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Clothing Jumper (sweater), a top garment (in Britain, Ireland, and some Commonwealth countries), in the vast majority of cases, knitted, and pulled on over the head, covering the torso; called a .

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A jumper was a sleeveless article of clothing similar to a dress that could be worn over a shirt. In , a little girl in one of Roy Ritterhouse 's drawings, Please, Take Me With You, wore a jumper.
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A jumper was a sleeveless article of clothing similar to a dress that could be worn over a shirt. In , a little girl in one of Roy Ritterhouse 's drawings, Please, Take Me With You, wore a jumper.

A jumper is an item of clothing that essentially provides, all in one piece, a skirt and a bodice. It is sleeveless and, by definition, is meant to be worn over a blouse or turtleneck. The jumper can hang from the shoulders to the hemline OR it can have a waistband.

Following on from a recent question , in Australia we have the word jumper for a knitted long-sleeved garment, typically woollen and long-sleeved. When cosuming foreign media I always assumed the terms pullover and sweater were the names of the same garment in either Britain or America but was never clear. How much semantic overlap is there? Are any two or more terms used in the same region and if so how are they used differently? Or are is it purely down to regionalism? I'm also interested in other words that I may have overlooked which are synonyms of any of these three in some areas or some varieties of English.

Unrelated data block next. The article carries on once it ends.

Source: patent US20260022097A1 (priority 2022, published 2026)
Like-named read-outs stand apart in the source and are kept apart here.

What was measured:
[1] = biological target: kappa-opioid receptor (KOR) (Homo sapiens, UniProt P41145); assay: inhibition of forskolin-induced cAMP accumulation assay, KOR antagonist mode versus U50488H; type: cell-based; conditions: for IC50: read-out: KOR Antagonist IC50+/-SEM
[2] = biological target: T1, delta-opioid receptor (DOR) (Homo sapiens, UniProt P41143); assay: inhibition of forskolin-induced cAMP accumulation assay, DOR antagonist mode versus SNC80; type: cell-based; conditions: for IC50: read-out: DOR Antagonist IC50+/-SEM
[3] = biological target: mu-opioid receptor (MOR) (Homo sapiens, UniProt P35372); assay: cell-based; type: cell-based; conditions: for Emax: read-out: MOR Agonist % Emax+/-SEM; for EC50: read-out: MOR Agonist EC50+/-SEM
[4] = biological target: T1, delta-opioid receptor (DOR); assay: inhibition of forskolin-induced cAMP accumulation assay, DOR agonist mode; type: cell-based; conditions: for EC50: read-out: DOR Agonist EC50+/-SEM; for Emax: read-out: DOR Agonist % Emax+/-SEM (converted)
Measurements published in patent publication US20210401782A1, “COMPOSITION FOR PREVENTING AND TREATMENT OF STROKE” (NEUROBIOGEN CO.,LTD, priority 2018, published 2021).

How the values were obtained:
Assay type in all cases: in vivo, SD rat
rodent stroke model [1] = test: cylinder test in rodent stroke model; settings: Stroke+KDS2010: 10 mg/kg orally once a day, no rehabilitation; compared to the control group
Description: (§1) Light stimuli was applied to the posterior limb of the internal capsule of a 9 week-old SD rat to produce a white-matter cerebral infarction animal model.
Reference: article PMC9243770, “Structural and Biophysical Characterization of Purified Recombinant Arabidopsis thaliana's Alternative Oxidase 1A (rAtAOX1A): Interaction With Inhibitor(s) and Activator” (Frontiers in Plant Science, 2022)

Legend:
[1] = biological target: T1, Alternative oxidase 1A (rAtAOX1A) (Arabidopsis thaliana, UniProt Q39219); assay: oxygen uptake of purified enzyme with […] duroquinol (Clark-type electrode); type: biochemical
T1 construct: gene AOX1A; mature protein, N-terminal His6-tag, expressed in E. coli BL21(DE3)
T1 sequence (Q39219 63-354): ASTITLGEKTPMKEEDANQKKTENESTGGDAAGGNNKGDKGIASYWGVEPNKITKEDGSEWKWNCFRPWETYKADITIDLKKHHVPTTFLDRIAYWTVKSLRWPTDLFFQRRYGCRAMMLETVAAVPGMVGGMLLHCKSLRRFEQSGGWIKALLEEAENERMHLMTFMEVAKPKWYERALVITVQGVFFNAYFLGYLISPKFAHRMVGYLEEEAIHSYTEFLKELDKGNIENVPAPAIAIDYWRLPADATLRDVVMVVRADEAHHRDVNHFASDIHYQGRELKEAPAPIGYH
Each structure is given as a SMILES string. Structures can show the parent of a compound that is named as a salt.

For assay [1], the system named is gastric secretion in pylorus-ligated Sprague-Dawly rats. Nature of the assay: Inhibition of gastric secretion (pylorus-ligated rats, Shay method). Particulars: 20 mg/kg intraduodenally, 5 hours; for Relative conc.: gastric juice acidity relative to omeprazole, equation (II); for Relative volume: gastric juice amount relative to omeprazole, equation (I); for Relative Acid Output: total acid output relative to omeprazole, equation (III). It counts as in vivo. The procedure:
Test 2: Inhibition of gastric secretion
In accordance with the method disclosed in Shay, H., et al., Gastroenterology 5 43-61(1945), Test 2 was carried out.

In fact some posters have mentioned jersey , which I have heard many times but I'm not sure if it refers to the same garment or something a bit different. There is a lot of regional variation on the meanings of these words. In the UK this just refers to an garment you wear over your shirt for warmth. It doesn't have buttons, and it pulled over your head. In the US this has a completely different meaning. It is a type of girl's dress, a top, with attached shorts basically. Google will be happy to show you images.

It has a kind of "little girl" sense to it kind of like pinafore, however, for sure adult women wear them too. In the UK this is the same as a jumper, a garment you wear over your shirt, with no buttons, and is pulled over your head. In the US this is a similar item, however, a cardigan with buttons can also be called a sweater in the US. So in the UK it all means pretty much the same, however there are considerable semantic variations in the US. This is just based on my personal observation having lived in both countries.

I am sure there are lots of subtle regional variations. For example, in the UK the further north you go, the more likely you are to use jumper instead of sweater, and vice versa. Though pullover is pretty universal. In Chile, because of the influence of many immigrants from Britain, a sweater is ' una chompa ' — isn't that neat? Pullover is absolutely part of the wardrobe here! But it needn't be wooly — it can be made of fleece synthetic or a lightweight cotton-jersey knit type thing with long sleeves.

Has to pull over the head versus zipping or buttoning up the front. Sweater — any knitted thing for the top of your body. Short sleeves, long sleeves, button front, pullover, hooded, etc. You specify the details. Sweater-vest, hooded sweater, turtleneck sweater, etc. Jumper — this is actually a dress no shorts attached—that is a jumpsuit as clarified above with no sleeves or collar; it is worn over a blouse or lightweight 'pullover' as we see in Catholic school uniforms here.